15.10.2012 - UNESCOPRESS

Developing young people’s skills for work is a must, new UNESCO report urges

Youth skills have never been so vital. One young person, aged 15-24, in eight across the world is looking for work. Youth populations are large and growing, especially in the urban areas of low-income countries. With one quarter of the world’s youth earning no more than $1.25 a day, un-skilled young people are being trapped in working poverty for life. Launched on October 16, UNESCO’s 10th Education for All Global Monitoring Report, “Putting Education to Work”, could not be better timed. It looks in depth at youth skills, one of the least analyzed of the “Education for All” Goals set in 2000.

As the economic crisis continues to squeeze budgets and push up unemployment worldwide, the Report reveals the urgent need to invest in skills for youth aged 15-24, and lays out steps that governments, aid donors and the private sector must take to redress the severe lack of skills, especially for the most disadvantaged young people. “Some governments are creating jobs but neglecting to ensure that all young people learn the most basic skills,” said Irina Bokova, Director-General of UNESCO. “Many young people, and young women in particular, need to be offered alternative pathways for an education.” Countries that do invest in young peoples’ skills find it is smart move. The report estimates that every $1 spent on a person’s education yields $10-$15 in economic growth over that person’s working lifetime.

The report paints a stark picture of the skills deficit. Acquiring a lower secondary education is a minimum today for young people to gain the foundation skills they need to find decent jobs. Yet globally, there are 250 million children of primary school age today who cannot read or write, whether they’re in school or not, and 71 million teenagers are out of secondary school, missing out on vital skills for future employment. In developing countries, around 200 million young people need a second chance to acquire the basic literacy and numeracy skills, which are essential to learning further skills for work. Young people living in rural areas require new coping mechanisms to deal with climate change and shrinking farm sizes, and to exploit opportunities for off-farm work. In all of this, women and the poor face particular hardship.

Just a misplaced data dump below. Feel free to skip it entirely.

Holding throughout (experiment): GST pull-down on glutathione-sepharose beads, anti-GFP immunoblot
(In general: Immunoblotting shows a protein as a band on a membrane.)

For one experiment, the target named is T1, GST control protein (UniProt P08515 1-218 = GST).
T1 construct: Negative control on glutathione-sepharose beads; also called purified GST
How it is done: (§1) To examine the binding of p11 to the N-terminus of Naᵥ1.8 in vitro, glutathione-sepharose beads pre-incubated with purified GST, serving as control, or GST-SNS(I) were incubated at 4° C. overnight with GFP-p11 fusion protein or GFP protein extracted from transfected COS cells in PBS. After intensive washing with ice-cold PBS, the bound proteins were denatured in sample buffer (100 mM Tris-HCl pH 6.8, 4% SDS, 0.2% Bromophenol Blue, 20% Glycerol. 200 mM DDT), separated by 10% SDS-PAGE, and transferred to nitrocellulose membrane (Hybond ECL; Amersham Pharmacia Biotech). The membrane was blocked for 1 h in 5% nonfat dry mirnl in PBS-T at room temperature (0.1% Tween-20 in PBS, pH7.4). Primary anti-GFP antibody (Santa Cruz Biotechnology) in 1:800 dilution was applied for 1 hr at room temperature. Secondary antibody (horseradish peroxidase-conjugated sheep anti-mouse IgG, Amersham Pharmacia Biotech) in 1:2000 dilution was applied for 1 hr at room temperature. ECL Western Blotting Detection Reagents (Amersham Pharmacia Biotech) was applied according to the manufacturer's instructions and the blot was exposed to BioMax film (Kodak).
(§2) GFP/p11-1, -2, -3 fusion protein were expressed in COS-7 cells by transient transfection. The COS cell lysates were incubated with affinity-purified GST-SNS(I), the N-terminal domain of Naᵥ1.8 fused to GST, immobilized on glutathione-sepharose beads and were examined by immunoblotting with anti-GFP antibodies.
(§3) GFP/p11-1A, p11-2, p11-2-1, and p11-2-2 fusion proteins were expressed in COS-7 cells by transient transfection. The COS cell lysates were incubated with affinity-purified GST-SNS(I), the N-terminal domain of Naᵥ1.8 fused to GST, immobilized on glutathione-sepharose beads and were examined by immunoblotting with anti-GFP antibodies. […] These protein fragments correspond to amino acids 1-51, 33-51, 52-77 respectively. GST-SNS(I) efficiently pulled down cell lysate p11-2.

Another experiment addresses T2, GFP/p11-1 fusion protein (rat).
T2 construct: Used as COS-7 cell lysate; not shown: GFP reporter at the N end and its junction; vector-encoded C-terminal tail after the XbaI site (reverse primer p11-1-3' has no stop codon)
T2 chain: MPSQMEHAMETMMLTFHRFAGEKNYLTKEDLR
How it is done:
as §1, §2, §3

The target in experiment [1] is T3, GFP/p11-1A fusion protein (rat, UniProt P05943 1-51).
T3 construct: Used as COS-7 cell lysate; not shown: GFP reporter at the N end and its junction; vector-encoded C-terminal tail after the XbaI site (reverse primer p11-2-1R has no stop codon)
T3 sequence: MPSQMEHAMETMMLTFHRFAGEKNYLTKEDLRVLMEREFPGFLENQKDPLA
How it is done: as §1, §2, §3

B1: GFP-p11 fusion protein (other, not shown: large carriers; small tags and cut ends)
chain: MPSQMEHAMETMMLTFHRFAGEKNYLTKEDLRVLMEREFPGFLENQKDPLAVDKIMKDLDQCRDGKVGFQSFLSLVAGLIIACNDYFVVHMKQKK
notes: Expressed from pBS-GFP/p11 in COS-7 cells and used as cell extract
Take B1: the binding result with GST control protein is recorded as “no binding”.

The situation is equally daunting in developed nations, where 160 million adults do not have the skills needed to apply for a job or read a newspaper. Those facing social disadvantage, including the poor, migrants and ethnic minorities, are particularly affected. Even young people still in school at the age of 15 can have very poor literacy skills that may persist into adulthood. Citing surveys conducted by the OECD, the Report finds that “the proportion of young people in school who performed below level 2, the level required to demonstrate reading ability that enables them to participate productively in life, ranged from under 10% in Finland and the Republic of Korea, to over 25% in Austria, Israel and Luxembourg”. Over the entire region of Northern America and Western Europe, there are more than half a million adolescents of lower secondary school age who are not in education. Those without this education, and who have not had a stable job by age 25 years, face sharply diminished chances of enjoying financial stability over their lifetime.

As well as focusing on programmes that have made a difference around the world, the 2012 EFA Global Monitoring Report points to the urgent need to increase funding. It calculates that, in addition to the US$16 billion needed annually to attain universal primary education by 2015, universal lower secondary school enrolment would cost US$8 billion. “Governments and donors must find the money and energy to help young people most in need to acquire the skills they and their countries’ economies desperately need,” said Pauline Rose, director of the report. “The private sector is the first to benefit from a skilled workforce and must also step up its financial support.” While the private sector presently contributes the equivalent of 5% of total official aid to education, private contributions are often more closely aligned with corporate business priorities, than government priorities. Large amounts of funding go to tertiary education, for example, though only a minority of children make it to that stage and most still lack basic skills. Most of the IT sector’s support is channeled to the emerging economies – Brazil, India and China – rather than to developing countries most in need of assistance.

This new Report reminds us that education is not only about making sure all children can attend school. It is about setting young people up for life, by giving them opportunities to find decent work, earn a living, contribute to their communities and societies, and fulfill their potential. At the wider level, it is about helping countries nurture the workforce they need to grow in the global economy. Pauline Rose, director of EFA Global Monitoring Report, cautions, “Young people’s frustration will only grow, if something is not urgently done.”

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